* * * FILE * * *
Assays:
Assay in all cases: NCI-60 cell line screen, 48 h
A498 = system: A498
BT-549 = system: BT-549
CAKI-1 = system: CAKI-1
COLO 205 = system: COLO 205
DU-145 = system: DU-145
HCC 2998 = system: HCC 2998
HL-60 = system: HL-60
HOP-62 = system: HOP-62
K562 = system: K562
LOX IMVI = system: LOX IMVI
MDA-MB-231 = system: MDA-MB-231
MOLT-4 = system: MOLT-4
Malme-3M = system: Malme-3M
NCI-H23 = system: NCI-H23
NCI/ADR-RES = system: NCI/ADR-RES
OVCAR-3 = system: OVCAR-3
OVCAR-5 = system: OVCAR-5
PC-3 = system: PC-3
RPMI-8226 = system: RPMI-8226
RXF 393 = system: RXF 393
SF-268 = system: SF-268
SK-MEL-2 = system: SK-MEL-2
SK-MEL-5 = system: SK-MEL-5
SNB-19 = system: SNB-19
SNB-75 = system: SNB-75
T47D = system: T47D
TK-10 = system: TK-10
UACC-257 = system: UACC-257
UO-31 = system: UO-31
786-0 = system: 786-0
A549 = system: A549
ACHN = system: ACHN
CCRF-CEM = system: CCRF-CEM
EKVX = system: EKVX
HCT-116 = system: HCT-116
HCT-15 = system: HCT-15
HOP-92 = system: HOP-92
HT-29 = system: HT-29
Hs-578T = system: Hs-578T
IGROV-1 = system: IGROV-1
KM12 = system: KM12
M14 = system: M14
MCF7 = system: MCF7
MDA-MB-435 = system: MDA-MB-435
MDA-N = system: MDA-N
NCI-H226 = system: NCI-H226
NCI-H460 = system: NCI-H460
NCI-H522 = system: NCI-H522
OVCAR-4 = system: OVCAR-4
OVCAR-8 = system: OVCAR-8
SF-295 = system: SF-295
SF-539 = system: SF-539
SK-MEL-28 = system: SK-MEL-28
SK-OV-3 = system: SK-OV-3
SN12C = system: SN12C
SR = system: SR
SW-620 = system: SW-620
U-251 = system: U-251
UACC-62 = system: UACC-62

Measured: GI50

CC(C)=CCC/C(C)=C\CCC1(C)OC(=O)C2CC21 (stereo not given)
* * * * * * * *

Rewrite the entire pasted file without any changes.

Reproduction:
Assays:
Assay in all cases: NCI-60 cell line screen, 48 h
A498 = system: A498
BT-549 = system: BT-549
CAKI-1 = system: CAKI-1
COLO 205 = system: COLO 205
DU-145 = system: DU-145
HCC 2998 = system: HCC 2998
HL-60 = system: HL-60
HOP-62 = system: HOP-62
K562 = system: K562
LOX IMVI = system: LOX IMVI
MDA-MB-231 = system: MDA-MB-231
MOLT-4 = system: MOLT-4
Malme-3M = system: Malme-3M
NCI-H23 = system: NCI-H23
NCI/ADR-RES = system: NCI/ADR-RES
OVCAR-3 = system: OVCAR-3
OVCAR-5 = system: OVCAR-5
PC-3 = system: PC-3
RPMI-8226 = system: RPMI-8226
RXF 393 = system: RXF 393
SF-268 = system: SF-268
SK-MEL-2 = system: SK-MEL-2
SK-MEL-5 = system: SK-MEL-5
SNB-19 = system: SNB-19
SNB-75 = system: SNB-75
T47D = system: T47D
TK-10 = system: TK-10
UACC-257 = system: UACC-257
UO-31 = system: UO-31
786-0 = system: 786-0
A549 = system: A549
ACHN = system: ACHN
CCRF-CEM = system: CCRF-CEM
EKVX = system: EKVX
HCT-116 = system: HCT-116
HCT-15 = system: HCT-15
HOP-92 = system: HOP-92
HT-29 = system: HT-29
Hs-578T = system: Hs-578T
IGROV-1 = system: IGROV-1
KM12 = system: KM12
M14 = system: M14
MCF7 = system: MCF7
MDA-MB-435 = system: MDA-MB-435
MDA-N = system: MDA-N
NCI-H226 = system: NCI-H226
NCI-H460 = system: NCI-H460
NCI-H522 = system: NCI-H522
OVCAR-4 = system: OVCAR-4
OVCAR-8 = system: OVCAR-8
SF-295 = system: SF-295
SF-539 = system: SF-539
SK-MEL-28 = system: SK-MEL-28
SK-OV-3 = system: SK-OV-3
SN12C = system: SN12C
SR = system: SR
SW-620 = system: SW-620
U-251 = system: U-251
UACC-62 = system: UACC-62

Measured: GI50

CC(C)=CCC/C(C)=C\CCC1(C)OC(=O)C2CC21 (stereo not given)